Efficient software reuse has always been a vision for software developers and integrators, since it is considered as one of the factors that can boost productivity and reduce software development costs. In earlier days, reuse was limited to technical components, while more recently it has been expanded to business components and services. Component-based programming paradigms such as EJB (Enterprise Java Beans), along with approaches for developing business services such as SOA (Service Oriented Architectures) have gained popularity, due to their ability to boost application assembly based on reusable business components and services. Nevertheless, these paradigms have rather limited scalability, as they still rely on components that cannot scale without limitations and in a cost effective fashion.
During the last couple of years developers have been able to leverage more scalable approaches to developing applications based on distributed components, thanks to the emergence of microservices and microservices architectures.
Microservices are small and modular business services, which are deployed independently and communicate with each other based on lightweight mechanisms and protocols. Each microservice runs its own process and is therefore able to scale independently from the rest. Communication between microservices is usually based on mainstream protocols, such as HTTP/REST, even though the details of the communication are always dependent on the application requirements.
Contrary to conventional client-server applications that tend to be monolithic and thus not flexible to change, microservices-based applications can be revised based on changes to specific microservices rather than on the application as a whole and hence are much more adaptable and agreeable to change. Moreover, they provide the possibility to scale specific business functions without a need to scale the entire application. That’s very different from conventional programming models and architectures such as SOA.
In most cases, microservices architectures are deployed in the cloud and in conjunction with NoSQL databases, which makes them suitable for a wide range of applications including mobile applications, Internet of Things (IoT) applications, wearable applications, as well as applications that deploy hybrid combinations of different device types.
Microservices architectures are characterized by the following properties:
The rising popularity of microservices is also due to its alignment with DevOps approaches to software systems development and deployment. DevOps stands for Development and Operations and emphasizes on a holistic iterative approach which streamlines the build, validation, deployment and delivery stages of state-of-the-art software systems. By combining development with operations in the scope of cross-functional teams, DevOps addresses one of the major challenges in software systems development, which is the proclaimed gap between development and quality assurance (QA) teams. The delegation of software development and quality assurance in different teams has always been a cause of tension and problems in the software production and deployment processes, as each one of the two teams tends to blame the other in case something does not work. DevOps alleviates these problems by enhancing agile software engineering processes with deployment operations, which are always essential to producing a working product.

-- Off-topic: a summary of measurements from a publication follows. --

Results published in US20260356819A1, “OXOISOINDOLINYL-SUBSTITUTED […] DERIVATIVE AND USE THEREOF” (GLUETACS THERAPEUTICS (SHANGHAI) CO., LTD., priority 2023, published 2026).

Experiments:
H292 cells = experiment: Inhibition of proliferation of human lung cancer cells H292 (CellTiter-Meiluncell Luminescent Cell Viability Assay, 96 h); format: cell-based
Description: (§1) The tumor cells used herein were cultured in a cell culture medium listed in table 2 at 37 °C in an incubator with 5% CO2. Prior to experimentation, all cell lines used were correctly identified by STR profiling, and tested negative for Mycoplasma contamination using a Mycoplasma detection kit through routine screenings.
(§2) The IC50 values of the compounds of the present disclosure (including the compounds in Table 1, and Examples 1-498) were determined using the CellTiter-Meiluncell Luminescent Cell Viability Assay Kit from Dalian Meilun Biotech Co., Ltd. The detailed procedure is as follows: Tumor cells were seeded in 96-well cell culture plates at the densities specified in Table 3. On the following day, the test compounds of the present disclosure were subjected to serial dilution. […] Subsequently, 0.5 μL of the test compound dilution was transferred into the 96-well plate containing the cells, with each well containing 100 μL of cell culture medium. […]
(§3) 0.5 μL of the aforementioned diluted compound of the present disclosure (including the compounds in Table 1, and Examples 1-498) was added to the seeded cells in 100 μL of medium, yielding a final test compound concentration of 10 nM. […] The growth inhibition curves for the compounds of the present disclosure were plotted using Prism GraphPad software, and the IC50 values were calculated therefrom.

Microservices are an ideal technology for DevOps not just because of their deployability, reliability, availability and scalability properties, but also as a result of their flexibility in implementing and deploying changes. Based on these features a microservices architecture enables shorter cycles for building, testing and deploying software products. Furthermore, microservices make it easy to deploy (and redeploy) the product based on a variety of different configurations (e.g., security or persistence configurations), which is at the heart of a DevOps approach. Likewise, a microservices architecture is less susceptible to faults, as the latter are likely to impact only one or a subset of the microservices rather than the whole application. Overall, microservices provide flexibility in both development and operations, along with a set of popular tools that facilitate their monitoring and deployment.
Microservices architectures provide a compelling value proposition as outlined above. Nevertheless, they are also associated with numerous challenges. Some of these challenges are:-
Furthermore, it is not always easy to partition an application in microservices, as this can in several cases, be more art rather than science. Given these challenges the efficient implementation of a microservices architecture requires expertise in DevOps, intense monitoring of the microservices and also thorough planning that can effectively deal with any complexities and also meet the desired business goals.
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